Ed. Note: Greg Prickett is former police officer and supervisor who went to law school, hung out a shingle, and now practices criminal defense and family law in Fort Worth, Texas. While he was a police officer, he was a police firearms instructor, and routinely taught armed tactics to other officers.
Colin Kaepernick started a trend back in 2016 of taking a knee during the playing of the National Anthem in protest of police treatment of blacks and the lack of accountability when there are incidents of police brutality or misconduct. Many people spoke out about Kaepernick’s protest, saying that it went to far, and he paid a price for taking a stand.
Then on Memorial Day, 2020, while arresting George Floyd in Minneapolis, Minnesota, veteran Officer Derek Chauvin took a knee too. This knee was on the neck of George Floyd, who complained that he wasn’t able to breathe, and then Floyd passed out. Chauvin didn’t relent, however, and kept his knee in place, applying pressure to Floyd’s neck. Floyd died.
Kaepernick is trying to bring attention to the fact that there are two standards in American as to policing. You have one standard on how whites are treated, and another standard as to how people of color are treated. This is perceived due to what happens to white subjects compared to black subjects, and white officers compared to black officers. And the perfect example of that is in the Minneapolis-Saint Paul area.
In 2016, Saint Anthony, Minnesota Police Officer Jeronimo Yanez shot and killed Philando Castile during a traffic stop. He was tried and acquitted of manslaughter in the death. Yanez was a white Hispanic officer, while Castile was black. In 2017, Justine Diamond was shot and killed by Mohammed Noor, Minneapolis Police officer. Noor was tried and convicted of third-degree murder and sentenced to 12-1/2 years in prison. Noor was black, Diamond was white.
And now police officers wonder why blacks are rioting in the streets of Minneapolis? And even now, the same thing is happening, a disparity between how blacks are treated and how whites are treated. A black CNN journalist, Omar Jimenez, with a cameraman and producer, was arrested by Minnesota State Police even though he identified himself as media and said that he would move where ever the police wanted him to go. Just a block away or so, a white CNN journalist, Josh Campbell, was also contacted by authorities. They identified Campbell as media, did not arrest him, and when needed, told him where to move to.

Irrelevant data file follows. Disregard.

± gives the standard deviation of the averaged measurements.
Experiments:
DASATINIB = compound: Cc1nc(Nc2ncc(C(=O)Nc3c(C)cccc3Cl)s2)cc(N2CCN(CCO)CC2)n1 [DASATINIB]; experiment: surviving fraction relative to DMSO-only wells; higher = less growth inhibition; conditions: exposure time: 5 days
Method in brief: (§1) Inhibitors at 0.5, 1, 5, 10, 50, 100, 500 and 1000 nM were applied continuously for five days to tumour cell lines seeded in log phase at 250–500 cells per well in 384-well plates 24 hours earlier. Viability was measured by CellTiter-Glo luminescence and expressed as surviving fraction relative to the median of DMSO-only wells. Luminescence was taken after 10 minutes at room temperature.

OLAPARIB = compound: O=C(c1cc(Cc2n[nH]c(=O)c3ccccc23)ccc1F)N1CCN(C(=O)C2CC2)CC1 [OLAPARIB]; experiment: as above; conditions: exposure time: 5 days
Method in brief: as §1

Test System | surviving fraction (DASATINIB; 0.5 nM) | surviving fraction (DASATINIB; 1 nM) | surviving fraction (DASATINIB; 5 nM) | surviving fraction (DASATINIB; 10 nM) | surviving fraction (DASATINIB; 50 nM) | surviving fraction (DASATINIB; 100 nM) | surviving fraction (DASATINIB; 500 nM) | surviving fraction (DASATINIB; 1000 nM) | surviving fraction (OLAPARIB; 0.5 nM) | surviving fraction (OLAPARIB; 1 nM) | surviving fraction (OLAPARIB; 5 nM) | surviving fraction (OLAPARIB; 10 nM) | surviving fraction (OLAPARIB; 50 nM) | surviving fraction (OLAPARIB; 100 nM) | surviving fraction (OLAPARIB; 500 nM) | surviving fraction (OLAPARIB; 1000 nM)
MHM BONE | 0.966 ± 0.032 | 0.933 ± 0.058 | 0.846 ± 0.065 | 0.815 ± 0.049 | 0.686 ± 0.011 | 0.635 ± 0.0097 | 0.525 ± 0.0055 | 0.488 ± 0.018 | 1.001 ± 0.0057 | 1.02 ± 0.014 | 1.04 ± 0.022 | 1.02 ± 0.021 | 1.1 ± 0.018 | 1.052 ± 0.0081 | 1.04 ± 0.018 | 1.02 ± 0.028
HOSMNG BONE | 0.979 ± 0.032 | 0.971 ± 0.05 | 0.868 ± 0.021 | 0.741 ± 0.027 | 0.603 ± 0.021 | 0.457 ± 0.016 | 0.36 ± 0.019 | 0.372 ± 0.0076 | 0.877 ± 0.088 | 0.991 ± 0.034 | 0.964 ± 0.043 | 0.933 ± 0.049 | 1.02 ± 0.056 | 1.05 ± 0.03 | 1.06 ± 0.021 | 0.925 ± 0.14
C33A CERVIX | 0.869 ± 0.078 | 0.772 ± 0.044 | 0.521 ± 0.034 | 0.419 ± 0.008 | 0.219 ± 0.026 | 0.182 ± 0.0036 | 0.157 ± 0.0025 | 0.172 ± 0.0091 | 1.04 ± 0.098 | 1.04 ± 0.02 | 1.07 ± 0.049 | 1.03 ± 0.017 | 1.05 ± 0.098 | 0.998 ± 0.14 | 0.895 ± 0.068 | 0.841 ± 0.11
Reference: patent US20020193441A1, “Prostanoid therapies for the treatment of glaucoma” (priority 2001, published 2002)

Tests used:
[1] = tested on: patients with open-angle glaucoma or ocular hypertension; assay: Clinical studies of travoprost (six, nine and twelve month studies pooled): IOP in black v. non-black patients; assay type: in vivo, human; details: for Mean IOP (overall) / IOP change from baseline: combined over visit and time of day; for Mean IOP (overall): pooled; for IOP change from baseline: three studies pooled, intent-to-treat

At PoliceOne.com, the articles covering this are overwhelmingly against the media.
“the media should be arrested every time they false report something or put out fake news. the media are nothing but a menace and need to be put in there place. booo hooo”
“I don’t give two sh*ts and a giggle about the media. You wanna get all up into a bad scene and risk gettin’ yer stuff jacked or even worse get injured or seriously killed? [Handle redacted] is all good with it. I have no duty nor the inclination to protect you from yourself or anyone else [a**hat].”
“[F**k] journalists! I once arrested a reporter and his cameraman for interference with the fire department trying to dig a guy out of his car. Of course we were ordered to let them go after it got back to the higher ups. The reporter kept yelling law suits and the rest. Never happened!”
While that was the majority of comments, there were occasional rational comments.
“This was simply a very bad arrest. Glad the governor intervened and they were released an hour later. What was the State Patrol thinking?”
What the police aren’t realizing is that this is widely perceived to be a problem. You have two idiots in Georgia try to make a citizens arrest of Ahmaud Aubrey, a black man who had apparently committed no crime, and then kill him. One of the two idiots was a retired white cop. Months went by with no arrest until a video came out, at which point the Georgia Bureau of Investigation made arrests.
You have the case of Breonna Taylor, a black EMT, who was shot and killed when the Louisville Metro Police in Kentucky apparently executed a no-knock search warrant in the middle of the night. The police are surprised that the boyfriend of Taylor shoots at the entering officers, thinking that he and Taylor are the victims of a home invasion.
I could go on and on, but the protests over the Floyd killing are popping up all over the nation. The minority community is getting tired of being killed without accountability. There is no reason that the arrest of Chauvin couldn’t have occurred when he was fired. All you need is probable cause to make an arrest, and they had that.
It’s time our leaders get in front of this, and demand that people be held accountable for their actions.
 Saint Anthony is a suburb just north of the twin cities, slightly closer to Minneapolis.
 Just to make clear, I’m opposed to the riots, those who are destroying property, or looting, etc. should, if they can be identified, be arrested and prosecuted to the fullest extent of the law.